Food Facts & Lore

Eating with Your Hands is Good for You

It is commonly agreed, even among the most illustrious historians, that the Greeks and Egyptians of antiquity were highly civilized. Yet, they ate with their hands. Turns out they were highly attuned to the body and we owe them our deepest philosophies of the pleasures of the table.

The great civilizations of Antiquity were deeply rooted in a holistic approach to daily life. To them, wellness was a careful balance between body, mind and spirit. Mealtime was the ideal setting to practice this mindful system, and rightly so.

For example, did you know that the nerves at your fingertips stimulate digestion? Not only are the textures and temperature of the food stimulating for the imagination (you take pleasure in anticipating the next bite), but they also provide vital information to your digestive system, tuning it to the specific nutrients at hand. Furthermore, eating with your hands has been shown to increase overall blood circulation.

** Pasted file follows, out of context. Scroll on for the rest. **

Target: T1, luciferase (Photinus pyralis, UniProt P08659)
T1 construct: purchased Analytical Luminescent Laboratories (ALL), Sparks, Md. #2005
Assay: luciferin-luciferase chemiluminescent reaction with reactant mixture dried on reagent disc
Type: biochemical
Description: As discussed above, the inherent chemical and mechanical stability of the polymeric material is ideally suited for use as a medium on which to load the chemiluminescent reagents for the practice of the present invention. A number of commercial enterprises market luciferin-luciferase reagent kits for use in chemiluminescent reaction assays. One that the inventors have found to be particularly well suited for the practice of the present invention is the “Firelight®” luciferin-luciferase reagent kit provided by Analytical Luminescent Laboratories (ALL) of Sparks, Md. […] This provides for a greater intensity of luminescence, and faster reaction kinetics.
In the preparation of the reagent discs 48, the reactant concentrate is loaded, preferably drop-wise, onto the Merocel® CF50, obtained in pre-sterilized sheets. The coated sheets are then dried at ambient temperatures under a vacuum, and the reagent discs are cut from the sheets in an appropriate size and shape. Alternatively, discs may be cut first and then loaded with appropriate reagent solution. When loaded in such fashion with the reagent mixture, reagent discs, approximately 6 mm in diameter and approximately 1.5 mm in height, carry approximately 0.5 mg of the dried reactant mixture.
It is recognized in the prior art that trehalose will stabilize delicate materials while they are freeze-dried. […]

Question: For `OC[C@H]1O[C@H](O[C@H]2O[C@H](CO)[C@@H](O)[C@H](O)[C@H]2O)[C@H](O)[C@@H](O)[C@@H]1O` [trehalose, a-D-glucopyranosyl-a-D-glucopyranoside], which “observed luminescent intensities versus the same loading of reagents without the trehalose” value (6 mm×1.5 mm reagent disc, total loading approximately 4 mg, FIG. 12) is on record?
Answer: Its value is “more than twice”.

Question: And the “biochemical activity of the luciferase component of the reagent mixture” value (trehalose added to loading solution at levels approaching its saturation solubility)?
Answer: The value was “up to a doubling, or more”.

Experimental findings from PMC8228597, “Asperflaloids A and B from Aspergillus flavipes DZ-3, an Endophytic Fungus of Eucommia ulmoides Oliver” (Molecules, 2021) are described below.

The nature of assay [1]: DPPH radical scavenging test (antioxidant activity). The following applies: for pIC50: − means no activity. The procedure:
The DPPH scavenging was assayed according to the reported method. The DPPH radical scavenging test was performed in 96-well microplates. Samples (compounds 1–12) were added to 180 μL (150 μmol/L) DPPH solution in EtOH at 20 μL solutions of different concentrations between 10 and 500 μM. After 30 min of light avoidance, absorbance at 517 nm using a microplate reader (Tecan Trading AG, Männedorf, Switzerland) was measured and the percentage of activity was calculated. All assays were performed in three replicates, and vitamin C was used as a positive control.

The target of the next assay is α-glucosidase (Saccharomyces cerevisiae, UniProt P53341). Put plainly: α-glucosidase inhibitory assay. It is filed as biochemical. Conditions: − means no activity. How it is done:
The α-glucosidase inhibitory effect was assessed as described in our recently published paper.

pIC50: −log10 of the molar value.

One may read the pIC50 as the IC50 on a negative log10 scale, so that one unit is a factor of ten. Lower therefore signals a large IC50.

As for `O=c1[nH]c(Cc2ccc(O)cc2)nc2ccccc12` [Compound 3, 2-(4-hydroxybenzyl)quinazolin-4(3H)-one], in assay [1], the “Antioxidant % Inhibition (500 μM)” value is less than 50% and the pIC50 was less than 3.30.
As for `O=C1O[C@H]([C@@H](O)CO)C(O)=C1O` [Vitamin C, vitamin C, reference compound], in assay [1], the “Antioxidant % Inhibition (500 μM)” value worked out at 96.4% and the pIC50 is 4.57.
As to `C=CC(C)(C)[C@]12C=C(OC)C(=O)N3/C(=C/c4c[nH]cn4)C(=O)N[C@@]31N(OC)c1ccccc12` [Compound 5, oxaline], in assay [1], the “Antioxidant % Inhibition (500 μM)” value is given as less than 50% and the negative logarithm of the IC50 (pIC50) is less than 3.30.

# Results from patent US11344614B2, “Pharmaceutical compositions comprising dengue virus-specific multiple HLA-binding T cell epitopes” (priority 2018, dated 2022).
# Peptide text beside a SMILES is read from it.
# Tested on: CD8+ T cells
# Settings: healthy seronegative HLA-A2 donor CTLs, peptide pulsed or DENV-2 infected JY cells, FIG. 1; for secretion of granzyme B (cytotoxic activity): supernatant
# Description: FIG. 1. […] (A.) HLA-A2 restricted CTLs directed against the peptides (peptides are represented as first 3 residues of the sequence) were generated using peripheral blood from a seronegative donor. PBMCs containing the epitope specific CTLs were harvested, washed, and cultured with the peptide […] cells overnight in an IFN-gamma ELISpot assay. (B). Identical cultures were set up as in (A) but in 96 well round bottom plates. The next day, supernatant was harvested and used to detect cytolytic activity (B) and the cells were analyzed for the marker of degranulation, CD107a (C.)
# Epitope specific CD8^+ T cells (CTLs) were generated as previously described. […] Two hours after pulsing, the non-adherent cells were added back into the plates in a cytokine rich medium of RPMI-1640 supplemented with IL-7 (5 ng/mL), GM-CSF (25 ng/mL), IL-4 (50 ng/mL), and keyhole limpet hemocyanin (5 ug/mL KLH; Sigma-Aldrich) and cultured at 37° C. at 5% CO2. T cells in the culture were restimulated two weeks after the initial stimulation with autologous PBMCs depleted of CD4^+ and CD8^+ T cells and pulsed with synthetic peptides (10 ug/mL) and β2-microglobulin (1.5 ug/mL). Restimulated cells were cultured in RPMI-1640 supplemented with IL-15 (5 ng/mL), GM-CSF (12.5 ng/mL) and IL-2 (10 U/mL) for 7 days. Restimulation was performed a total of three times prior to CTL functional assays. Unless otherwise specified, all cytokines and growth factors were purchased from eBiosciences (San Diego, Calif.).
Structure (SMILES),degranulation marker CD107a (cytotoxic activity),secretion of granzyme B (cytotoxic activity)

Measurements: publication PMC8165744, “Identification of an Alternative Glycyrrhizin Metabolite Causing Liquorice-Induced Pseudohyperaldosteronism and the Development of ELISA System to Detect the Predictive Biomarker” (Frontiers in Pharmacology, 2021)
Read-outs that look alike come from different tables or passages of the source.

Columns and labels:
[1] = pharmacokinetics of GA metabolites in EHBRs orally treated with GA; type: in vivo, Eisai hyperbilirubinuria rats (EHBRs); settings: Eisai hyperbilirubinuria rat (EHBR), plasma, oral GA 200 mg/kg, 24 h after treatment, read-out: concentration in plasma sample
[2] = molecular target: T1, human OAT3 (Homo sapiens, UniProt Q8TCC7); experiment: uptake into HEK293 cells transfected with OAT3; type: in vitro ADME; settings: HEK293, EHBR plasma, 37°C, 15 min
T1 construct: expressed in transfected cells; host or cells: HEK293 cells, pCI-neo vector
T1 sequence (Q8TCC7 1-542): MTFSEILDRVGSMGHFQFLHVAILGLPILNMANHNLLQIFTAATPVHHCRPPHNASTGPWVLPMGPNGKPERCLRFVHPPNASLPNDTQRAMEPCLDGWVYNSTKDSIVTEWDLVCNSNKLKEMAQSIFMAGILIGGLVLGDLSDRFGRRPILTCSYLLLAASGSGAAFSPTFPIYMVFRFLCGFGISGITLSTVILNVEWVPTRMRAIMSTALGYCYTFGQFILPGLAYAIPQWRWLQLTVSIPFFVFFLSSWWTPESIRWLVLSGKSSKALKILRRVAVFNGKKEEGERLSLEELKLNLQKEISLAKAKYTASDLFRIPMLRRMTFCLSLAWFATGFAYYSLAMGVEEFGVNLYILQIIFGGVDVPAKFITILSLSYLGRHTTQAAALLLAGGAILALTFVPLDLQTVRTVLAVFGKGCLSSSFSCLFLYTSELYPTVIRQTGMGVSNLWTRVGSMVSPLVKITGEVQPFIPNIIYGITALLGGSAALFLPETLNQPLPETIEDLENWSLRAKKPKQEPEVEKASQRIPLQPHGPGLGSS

Eating is a highly sensory experience, and while utensils are necessary for certain dishes, and provide an undeniable sense of decorum and even ritual, research has shown that eating by hand brings substantial benefits to the entire body. In studies, people who ate by hand took longer to finish a meal and reported fewer cravings for snacks later. Utensils add a mechanical aspect to the meal. Eating by hand is said to elicit deeper awareness.

There is another benefit to eating with your hands that those of you who are dieting will appreciate; you may even have experienced it for yourself. Since the presentation generally appears more abundant, it is easier to reduce portions and enjoy smaller meals when planning around finger foods. Picture, if you will, a hearty sandwich overflowing with bright veggies or a plate of crudités with nuts and cottage cheese. Each bite also feels more abundant, which satisfies the brain’s insatiable desire for more.

Finally, if you’re not much into meditation, a good sandwich can provide a satisfying sense of presence without years of deep practice. After all, we each have our own personal way of connecting with the moment, and food is the most delicious of catalysts.